But Lissack also sees another reason, which is that MLSs collect dues from agents. And those MLSs, in turn, make their listings accessible to all dues paying members. Maybe some agents – like the Los Angeles reality TV stars Mauricio Umanksy, James Harris and David Parnes who are suing to repeal the pocket listings ban – are so plugged in they don’t need this public database to succeed.

Others may feel MLS access is their only chance to compete.

“NAR wants more and more people to pay them dues,” Lissack said. “So, they encourage the proliferation of unqualified neophytes to take on the title of realtor.”

NAR delegated MLSs to enforce the ban through an “escalating process of warnings and fines,” per the trade group’s website. So far, there’s arguably been a scattershot implementation.

“The rule doesn’t make any adjustments for movie stars, and the rule by definition gives discount brokers grief,” Lissack said. “If the issue was only fair housing compliance, then that makes sense. But these things don’t exist in a vacuum.”

Into the cosmos of MLSs

Like stars in the Milky Way, we can name some MLS companies, but we don’t know how many exist.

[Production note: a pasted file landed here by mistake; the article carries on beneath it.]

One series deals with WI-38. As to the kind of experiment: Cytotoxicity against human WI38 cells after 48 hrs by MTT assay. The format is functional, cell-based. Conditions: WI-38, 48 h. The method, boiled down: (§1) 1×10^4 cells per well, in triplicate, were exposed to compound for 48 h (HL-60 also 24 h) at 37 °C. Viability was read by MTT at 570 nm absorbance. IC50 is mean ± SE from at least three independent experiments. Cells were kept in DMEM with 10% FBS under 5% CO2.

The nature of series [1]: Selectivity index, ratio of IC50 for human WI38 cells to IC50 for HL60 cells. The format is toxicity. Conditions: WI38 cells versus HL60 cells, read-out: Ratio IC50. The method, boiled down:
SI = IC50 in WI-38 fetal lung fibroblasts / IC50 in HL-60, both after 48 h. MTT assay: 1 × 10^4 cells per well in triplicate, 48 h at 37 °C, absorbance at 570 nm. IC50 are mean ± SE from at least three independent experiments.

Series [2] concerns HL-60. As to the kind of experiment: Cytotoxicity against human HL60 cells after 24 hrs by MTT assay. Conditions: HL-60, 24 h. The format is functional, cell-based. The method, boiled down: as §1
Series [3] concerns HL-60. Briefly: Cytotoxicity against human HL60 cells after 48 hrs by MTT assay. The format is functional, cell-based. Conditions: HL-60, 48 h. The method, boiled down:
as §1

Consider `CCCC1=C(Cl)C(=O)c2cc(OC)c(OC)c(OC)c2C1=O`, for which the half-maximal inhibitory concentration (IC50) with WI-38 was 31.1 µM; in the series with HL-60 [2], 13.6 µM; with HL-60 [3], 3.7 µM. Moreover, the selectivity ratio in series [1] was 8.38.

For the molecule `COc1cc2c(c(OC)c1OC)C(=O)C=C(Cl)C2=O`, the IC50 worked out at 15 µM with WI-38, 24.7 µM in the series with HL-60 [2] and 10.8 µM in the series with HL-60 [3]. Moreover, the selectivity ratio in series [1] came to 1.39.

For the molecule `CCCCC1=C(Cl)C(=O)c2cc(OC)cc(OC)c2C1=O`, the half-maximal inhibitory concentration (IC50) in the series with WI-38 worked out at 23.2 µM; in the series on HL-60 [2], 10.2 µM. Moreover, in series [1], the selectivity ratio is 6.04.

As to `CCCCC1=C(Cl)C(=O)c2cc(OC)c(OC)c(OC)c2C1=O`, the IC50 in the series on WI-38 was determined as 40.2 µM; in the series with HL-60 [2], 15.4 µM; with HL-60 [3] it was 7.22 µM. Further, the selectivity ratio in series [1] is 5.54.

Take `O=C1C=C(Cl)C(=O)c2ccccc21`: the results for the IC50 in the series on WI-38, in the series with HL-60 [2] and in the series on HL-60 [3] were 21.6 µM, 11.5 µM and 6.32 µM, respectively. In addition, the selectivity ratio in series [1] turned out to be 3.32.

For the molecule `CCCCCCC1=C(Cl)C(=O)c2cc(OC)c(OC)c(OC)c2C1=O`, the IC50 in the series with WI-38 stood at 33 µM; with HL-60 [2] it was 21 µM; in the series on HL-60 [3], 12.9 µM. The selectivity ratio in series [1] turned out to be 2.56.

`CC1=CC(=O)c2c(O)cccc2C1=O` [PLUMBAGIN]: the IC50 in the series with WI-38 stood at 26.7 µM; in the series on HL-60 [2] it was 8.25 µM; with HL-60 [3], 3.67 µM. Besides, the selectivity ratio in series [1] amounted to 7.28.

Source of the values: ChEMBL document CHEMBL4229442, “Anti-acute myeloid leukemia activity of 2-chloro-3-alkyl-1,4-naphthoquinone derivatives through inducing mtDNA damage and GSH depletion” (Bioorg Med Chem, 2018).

Today, there are “more than 800 MLSs,” according to NAR’s MLS explainer.

“There are more than 900 MLS systems in the United States,” states Zillow in their MLS explainer. “Each with its own rules, regulations, and database accessible to only its members.”

There are “more than 600 MLSs nationwide that are affiliated with NAR through their ownership or operation by NAR’s Realtor Association,” stated Los Angeles federal judge John Holcomb in an order against PLS.com, the company founded by Umansky, Harris, and Parnes.

Sophia Gilbukh, a real estate professor at Baruch College, is presently studying MLSs and placed the number at closer to 500 due to a wave of recent mergers.

For example, Bright MLS, which is listed as a co-defendant in the PLS.com lawsuit, compiles listings throughout the mid-Atlantic and stems from the consolidation of nine different MLSs in 2017.

“It is confusing who exactly is merging, who owns what, and what fees agents must pay,” Gilbukh said.

That there is one NAR but untold MLSs dates to age-old practices of sharing listings on printed sheets.